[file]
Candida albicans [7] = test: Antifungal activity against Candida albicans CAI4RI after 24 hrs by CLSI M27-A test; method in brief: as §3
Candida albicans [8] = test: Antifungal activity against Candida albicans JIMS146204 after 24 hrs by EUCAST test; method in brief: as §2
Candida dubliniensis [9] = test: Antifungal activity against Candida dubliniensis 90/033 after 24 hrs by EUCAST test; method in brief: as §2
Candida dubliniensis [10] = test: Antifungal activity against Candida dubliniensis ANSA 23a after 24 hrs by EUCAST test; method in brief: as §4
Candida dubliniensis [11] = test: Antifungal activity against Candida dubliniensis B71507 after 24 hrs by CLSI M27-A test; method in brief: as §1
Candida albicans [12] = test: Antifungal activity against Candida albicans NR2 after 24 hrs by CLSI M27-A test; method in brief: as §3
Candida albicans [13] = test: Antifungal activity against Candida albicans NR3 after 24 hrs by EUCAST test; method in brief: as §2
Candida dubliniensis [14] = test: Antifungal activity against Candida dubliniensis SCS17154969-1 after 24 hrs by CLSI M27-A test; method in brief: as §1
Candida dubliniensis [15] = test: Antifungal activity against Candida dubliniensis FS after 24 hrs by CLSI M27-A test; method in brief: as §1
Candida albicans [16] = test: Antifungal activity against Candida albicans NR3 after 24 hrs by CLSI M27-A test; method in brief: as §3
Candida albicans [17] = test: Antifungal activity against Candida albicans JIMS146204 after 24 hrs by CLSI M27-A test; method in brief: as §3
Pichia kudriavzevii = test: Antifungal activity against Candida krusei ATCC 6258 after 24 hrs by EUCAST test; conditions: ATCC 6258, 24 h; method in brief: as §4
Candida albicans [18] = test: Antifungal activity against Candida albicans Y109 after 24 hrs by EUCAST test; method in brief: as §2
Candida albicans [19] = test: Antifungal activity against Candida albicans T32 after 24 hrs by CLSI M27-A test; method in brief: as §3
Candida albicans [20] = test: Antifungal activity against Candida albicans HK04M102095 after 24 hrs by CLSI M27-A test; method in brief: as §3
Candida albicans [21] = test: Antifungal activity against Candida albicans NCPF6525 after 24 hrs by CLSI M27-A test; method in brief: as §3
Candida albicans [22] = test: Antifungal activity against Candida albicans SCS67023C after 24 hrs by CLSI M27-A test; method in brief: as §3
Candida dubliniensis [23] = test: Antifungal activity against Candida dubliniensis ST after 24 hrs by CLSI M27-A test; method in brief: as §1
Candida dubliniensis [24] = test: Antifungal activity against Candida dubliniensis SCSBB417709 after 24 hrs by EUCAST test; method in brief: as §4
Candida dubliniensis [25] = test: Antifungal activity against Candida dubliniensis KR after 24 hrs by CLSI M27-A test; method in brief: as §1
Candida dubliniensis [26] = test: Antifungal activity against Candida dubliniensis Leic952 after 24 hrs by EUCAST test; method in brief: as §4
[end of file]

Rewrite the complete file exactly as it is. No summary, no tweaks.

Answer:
Candida albicans [7] = test: Antifungal activity against Candida albicans CAI4RI after 24 hrs by CLSI M27-A test; method in brief: as §3
Candida albicans [8] = test: Antifungal activity against Candida albicans JIMS146204 after 24 hrs by EUCAST test; method in brief: as §2
Candida dubliniensis [9] = test: Antifungal activity against Candida dubliniensis 90/033 after 24 hrs by EUCAST test; method in brief: as §2
Candida dubliniensis [10] = test: Antifungal activity against Candida dubliniensis ANSA 23a after 24 hrs by EUCAST test; method in brief: as §4
Candida dubliniensis [11] = test: Antifungal activity against Candida dubliniensis B71507 after 24 hrs by CLSI M27-A test; method in brief: as §1
Candida albicans [12] = test: Antifungal activity against Candida albicans NR2 after 24 hrs by CLSI M27-A test; method in brief: as §3
Candida albicans [13] = test: Antifungal activity against Candida albicans NR3 after 24 hrs by EUCAST test; method in brief: as §2
Candida dubliniensis [14] = test: Antifungal activity against Candida dubliniensis SCS17154969-1 after 24 hrs by CLSI M27-A test; method in brief: as §1
Candida dubliniensis [15] = test: Antifungal activity against Candida dubliniensis FS after 24 hrs by CLSI M27-A test; method in brief: as §1
Candida albicans [16] = test: Antifungal activity against Candida albicans NR3 after 24 hrs by CLSI M27-A test; method in brief: as §3
Candida albicans [17] = test: Antifungal activity against Candida albicans JIMS146204 after 24 hrs by CLSI M27-A test; method in brief: as §3
Pichia kudriavzevii = test: Antifungal activity against Candida krusei ATCC 6258 after 24 hrs by EUCAST test; conditions: ATCC 6258, 24 h; method in brief: as §4
Candida albicans [18] = test: Antifungal activity against Candida albicans Y109 after 24 hrs by EUCAST test; method in brief: as §2
Candida albicans [19] = test: Antifungal activity against Candida albicans T32 after 24 hrs by CLSI M27-A test; method in brief: as §3
Candida albicans [20] = test: Antifungal activity against Candida albicans HK04M102095 after 24 hrs by CLSI M27-A test; method in brief: as §3
Candida albicans [21] = test: Antifungal activity against Candida albicans NCPF6525 after 24 hrs by CLSI M27-A test; method in brief: as §3
Candida albicans [22] = test: Antifungal activity against Candida albicans SCS67023C after 24 hrs by CLSI M27-A test; method in brief: as §3
Candida dubliniensis [23] = test: Antifungal activity against Candida dubliniensis ST after 24 hrs by CLSI M27-A test; method in brief: as §1
Candida dubliniensis [24] = test: Antifungal activity against Candida dubliniensis SCSBB417709 after 24 hrs by EUCAST test; method in brief: as §4
Candida dubliniensis [25] = test: Antifungal activity against Candida dubliniensis KR after 24 hrs by CLSI M27-A test; method in brief: as §1
Candida dubliniensis [26] = test: Antifungal activity against Candida dubliniensis Leic952 after 24 hrs by EUCAST test; method in brief: as §4